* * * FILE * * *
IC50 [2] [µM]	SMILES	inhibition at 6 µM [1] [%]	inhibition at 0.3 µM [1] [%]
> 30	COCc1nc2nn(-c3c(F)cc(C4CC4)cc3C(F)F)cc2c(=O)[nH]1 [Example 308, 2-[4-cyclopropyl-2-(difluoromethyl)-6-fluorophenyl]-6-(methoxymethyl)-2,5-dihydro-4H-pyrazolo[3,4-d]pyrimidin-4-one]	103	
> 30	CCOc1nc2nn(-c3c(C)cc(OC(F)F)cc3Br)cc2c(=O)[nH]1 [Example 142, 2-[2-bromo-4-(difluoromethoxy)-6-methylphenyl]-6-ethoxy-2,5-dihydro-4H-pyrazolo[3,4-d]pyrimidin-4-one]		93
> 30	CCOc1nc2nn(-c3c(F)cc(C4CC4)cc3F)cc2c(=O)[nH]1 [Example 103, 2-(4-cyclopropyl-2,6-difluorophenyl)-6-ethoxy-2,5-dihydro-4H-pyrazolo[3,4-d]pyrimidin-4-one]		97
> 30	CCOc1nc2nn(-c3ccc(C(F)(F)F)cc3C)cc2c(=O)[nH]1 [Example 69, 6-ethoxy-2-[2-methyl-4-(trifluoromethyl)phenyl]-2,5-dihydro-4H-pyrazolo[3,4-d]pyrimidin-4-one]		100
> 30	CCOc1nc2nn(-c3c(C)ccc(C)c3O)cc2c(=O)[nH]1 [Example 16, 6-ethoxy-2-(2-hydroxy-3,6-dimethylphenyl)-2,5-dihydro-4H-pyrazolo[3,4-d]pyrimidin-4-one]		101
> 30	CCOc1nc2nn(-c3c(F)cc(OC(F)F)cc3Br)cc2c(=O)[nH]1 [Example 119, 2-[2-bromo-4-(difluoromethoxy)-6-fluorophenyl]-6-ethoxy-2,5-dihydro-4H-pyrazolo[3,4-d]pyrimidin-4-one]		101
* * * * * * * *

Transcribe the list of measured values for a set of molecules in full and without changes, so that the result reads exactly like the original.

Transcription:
IC50 [2] [µM]	SMILES	inhibition at 6 µM [1] [%]	inhibition at 0.3 µM [1] [%]
> 30	COCc1nc2nn(-c3c(F)cc(C4CC4)cc3C(F)F)cc2c(=O)[nH]1 [Example 308, 2-[4-cyclopropyl-2-(difluoromethyl)-6-fluorophenyl]-6-(methoxymethyl)-2,5-dihydro-4H-pyrazolo[3,4-d]pyrimidin-4-one]	103	
> 30	CCOc1nc2nn(-c3c(C)cc(OC(F)F)cc3Br)cc2c(=O)[nH]1 [Example 142, 2-[2-bromo-4-(difluoromethoxy)-6-methylphenyl]-6-ethoxy-2,5-dihydro-4H-pyrazolo[3,4-d]pyrimidin-4-one]		93
> 30	CCOc1nc2nn(-c3c(F)cc(C4CC4)cc3F)cc2c(=O)[nH]1 [Example 103, 2-(4-cyclopropyl-2,6-difluorophenyl)-6-ethoxy-2,5-dihydro-4H-pyrazolo[3,4-d]pyrimidin-4-one]		97
> 30	CCOc1nc2nn(-c3ccc(C(F)(F)F)cc3C)cc2c(=O)[nH]1 [Example 69, 6-ethoxy-2-[2-methyl-4-(trifluoromethyl)phenyl]-2,5-dihydro-4H-pyrazolo[3,4-d]pyrimidin-4-one]		100
> 30	CCOc1nc2nn(-c3c(C)ccc(C)c3O)cc2c(=O)[nH]1 [Example 16, 6-ethoxy-2-(2-hydroxy-3,6-dimethylphenyl)-2,5-dihydro-4H-pyrazolo[3,4-d]pyrimidin-4-one]		101
> 30	CCOc1nc2nn(-c3c(F)cc(OC(F)F)cc3Br)cc2c(=O)[nH]1 [Example 119, 2-[2-bromo-4-(difluoromethoxy)-6-fluorophenyl]-6-ethoxy-2,5-dihydro-4H-pyrazolo[3,4-d]pyrimidin-4-one]		101